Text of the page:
Boushma Is Too Deep to Understand: Just Do It


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Several years ago, while visiting Michael Scott (a Subud member) in Tangiers, I met a man he’d invited to dinner who told those gathered his unusual story. He’d been a successful computer engineer, married with a family, an elder in his fundamentalist Christian church. Then his company suddenly sent him to Aden on a six-month contract. There he met a variety of Muslims, who he said were the most spiritual people he’d ever seen in his life, as well as kind, generous, patient, and loving. As he told us this, his face grew long. What was the problem, we wanted to know. Well, he said, shaking his head, these people were all going to “Hell,” and by this we understood he meant they would earn this fate because they were not Christians. We were somewhat stunned by this information and didn’t quite know how to respond. Ever since then, he had been visiting Muslim countries on his holidays to try to reconcile his experience with his faith. It wasn’t working for him, however, as at the time of the telling he had lost both his marriage and his status in the church.


Every now and then, I still think about this man and his saddened, even haunted, face. He was a “good” person, clearly intelligent and sincere, and yet had had his life wrecked by the inability to solve this problem of faith. For those of my middle-class background and education, such an idea (that hell was reserved for non-believers) was absurd, even pernicious, because unchecked such beliefs often led to terrible events, such as persecution or religious wars.


I am also reminded of the time when I was seven years old and a nun visited our classroom. With her habit and severe demeanor, she had a kind of terrible authority when she spoke, in her quiet voice of judgment. She told us that babies who were not baptized would go to “Limbo” if they died. Limbo was No Place, and they would never be rescued. They were in limbo forever. I remember my horror, my sense of injustice, my attempts at age seven to reason what it could mean to float around forever, nowhere. (It is true that recently the Catholic Church has changed its mind about the reality of Limbo, but that change hardly undoes the utter conviction and insistence of those earlier views.) Her message, by the way, was a prelude to collecting money for mission schools in Africa.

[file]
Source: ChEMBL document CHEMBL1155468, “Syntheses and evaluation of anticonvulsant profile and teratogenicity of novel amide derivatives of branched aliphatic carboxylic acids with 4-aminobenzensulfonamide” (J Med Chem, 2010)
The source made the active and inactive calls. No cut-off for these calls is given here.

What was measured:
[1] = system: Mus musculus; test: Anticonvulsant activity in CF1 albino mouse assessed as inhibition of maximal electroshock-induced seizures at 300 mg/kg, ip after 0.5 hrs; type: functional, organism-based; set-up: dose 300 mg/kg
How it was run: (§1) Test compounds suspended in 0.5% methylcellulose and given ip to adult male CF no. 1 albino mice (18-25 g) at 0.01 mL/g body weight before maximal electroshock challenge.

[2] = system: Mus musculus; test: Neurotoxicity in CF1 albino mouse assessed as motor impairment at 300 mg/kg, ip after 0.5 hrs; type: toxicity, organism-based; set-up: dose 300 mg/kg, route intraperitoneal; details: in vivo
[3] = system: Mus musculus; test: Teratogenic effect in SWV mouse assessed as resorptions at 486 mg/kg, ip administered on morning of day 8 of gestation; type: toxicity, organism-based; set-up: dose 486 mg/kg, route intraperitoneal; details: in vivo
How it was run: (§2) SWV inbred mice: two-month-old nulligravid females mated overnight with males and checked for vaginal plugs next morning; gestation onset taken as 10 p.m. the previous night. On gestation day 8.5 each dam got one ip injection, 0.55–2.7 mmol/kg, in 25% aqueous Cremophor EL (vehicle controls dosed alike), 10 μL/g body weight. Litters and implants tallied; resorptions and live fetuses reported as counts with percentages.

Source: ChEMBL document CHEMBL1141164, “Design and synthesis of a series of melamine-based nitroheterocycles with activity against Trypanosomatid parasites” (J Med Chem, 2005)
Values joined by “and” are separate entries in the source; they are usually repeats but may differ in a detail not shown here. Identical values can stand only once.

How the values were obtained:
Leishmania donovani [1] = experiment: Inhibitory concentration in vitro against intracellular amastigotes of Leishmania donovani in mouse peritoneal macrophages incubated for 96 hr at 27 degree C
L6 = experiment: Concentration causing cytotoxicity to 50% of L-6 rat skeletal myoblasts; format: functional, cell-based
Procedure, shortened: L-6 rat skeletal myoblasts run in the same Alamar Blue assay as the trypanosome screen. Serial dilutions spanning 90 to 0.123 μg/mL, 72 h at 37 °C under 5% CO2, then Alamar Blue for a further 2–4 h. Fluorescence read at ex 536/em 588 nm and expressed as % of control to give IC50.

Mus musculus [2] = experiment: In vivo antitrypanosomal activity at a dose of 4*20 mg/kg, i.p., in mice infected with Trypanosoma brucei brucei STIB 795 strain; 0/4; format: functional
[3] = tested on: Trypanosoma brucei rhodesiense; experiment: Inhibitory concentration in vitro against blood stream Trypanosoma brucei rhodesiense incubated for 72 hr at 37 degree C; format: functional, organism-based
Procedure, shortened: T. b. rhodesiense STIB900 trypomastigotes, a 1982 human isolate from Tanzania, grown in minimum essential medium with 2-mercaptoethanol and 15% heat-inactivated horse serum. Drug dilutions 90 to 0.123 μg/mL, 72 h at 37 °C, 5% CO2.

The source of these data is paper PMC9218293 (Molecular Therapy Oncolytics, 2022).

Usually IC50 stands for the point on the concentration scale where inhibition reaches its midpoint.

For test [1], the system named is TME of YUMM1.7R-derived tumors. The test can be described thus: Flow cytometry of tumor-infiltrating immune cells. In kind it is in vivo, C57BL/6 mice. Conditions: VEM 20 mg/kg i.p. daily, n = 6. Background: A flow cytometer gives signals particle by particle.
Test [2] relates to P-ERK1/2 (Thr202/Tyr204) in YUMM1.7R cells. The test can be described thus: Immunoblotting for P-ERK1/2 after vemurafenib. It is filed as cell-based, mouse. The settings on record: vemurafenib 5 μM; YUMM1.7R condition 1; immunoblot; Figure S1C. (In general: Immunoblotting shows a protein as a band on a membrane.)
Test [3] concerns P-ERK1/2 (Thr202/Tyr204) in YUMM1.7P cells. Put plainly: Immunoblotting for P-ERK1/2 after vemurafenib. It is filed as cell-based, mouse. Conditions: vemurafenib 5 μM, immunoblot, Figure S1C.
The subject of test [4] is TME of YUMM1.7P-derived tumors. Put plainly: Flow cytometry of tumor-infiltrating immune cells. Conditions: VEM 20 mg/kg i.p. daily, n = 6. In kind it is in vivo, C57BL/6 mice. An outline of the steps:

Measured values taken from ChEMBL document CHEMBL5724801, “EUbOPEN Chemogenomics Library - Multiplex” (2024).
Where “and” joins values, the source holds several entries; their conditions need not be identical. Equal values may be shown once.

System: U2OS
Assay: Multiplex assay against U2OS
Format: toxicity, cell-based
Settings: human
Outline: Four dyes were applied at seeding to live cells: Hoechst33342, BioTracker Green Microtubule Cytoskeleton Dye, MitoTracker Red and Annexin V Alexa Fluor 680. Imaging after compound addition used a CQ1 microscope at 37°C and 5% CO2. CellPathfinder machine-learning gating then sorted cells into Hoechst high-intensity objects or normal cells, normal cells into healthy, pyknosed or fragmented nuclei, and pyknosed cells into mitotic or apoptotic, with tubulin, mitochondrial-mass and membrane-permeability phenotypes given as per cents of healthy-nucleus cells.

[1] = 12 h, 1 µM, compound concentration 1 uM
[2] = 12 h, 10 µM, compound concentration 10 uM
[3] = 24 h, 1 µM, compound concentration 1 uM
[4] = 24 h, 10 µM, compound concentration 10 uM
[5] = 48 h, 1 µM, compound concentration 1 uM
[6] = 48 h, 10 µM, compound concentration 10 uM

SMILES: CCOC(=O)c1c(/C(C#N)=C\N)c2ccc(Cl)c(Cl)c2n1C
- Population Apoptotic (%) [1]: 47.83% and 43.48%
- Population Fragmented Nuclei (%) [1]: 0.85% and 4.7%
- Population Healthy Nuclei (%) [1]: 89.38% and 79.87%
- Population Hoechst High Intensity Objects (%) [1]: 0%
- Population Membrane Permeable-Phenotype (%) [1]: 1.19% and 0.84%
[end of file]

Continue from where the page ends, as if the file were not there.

No amount of reasoning would ever change the point of view of the computer engineer or of the nun. But I am not always sure we in Subud are any better. In our zeal to maintain our superior position on the spiritual map, do we occasionally suffer from inflexibility and blindness? Are we complacent about our personal and group circumstances?


In my thirty-five years of doing the latihan, I cannot say that I have developed exceptional awareness, insight, understanding, compassion, kindness, tolerance, equanimity, and ability to inspire others. Nor can I find evidence that as an organization we are doing anything exceptional in the world. Many members feel that Subud represents divine revelation at this time in history. This may be true, but I like the traditional saying that there are “ninety-nine paths to God”. Why limit God’s action? I do not like the point of view that divides the world into “us and them” and automatically consigns other paths to a lower tier.


We point with pride to such efforts as Susila Dharma. However, I don’t know of any extensive spiritual organization that is not doing equivalent work. Buddhism, Sufism, Taoism, Yoga, all have their charities.


Neither our enterprises nor our cultural efforts are anything special, that is, anything more than ordinary businesses or good-natured cultural expression such as we might find at a summer camp. So it would seem to me that we need more humility. We have an extraordinary spiritual practice, called the latihan, but for whatever reason, we are not able to manifest the results in the world in a way that makes the world take notice. I have seen more examples of narrowmindedness and complacency in our groups than I have of enlightened behavior. We rationalize our misconduct and sloppiness and give it special names like “crisis” and “purification”. We separate ourselves from the world by suggesting that our form of inner guidance is superior to other, non-Subud forms, that being “opened” our inner natures are moved by divine guidance and so our stubbornness is actually strength, our indolence is surrender, our judgment of others is really perception, our feelings about life are not just feelings, but “receiving” direct from the source. However, were that to be true, surely there would be more concrete evidence, other than people’s intense convictions.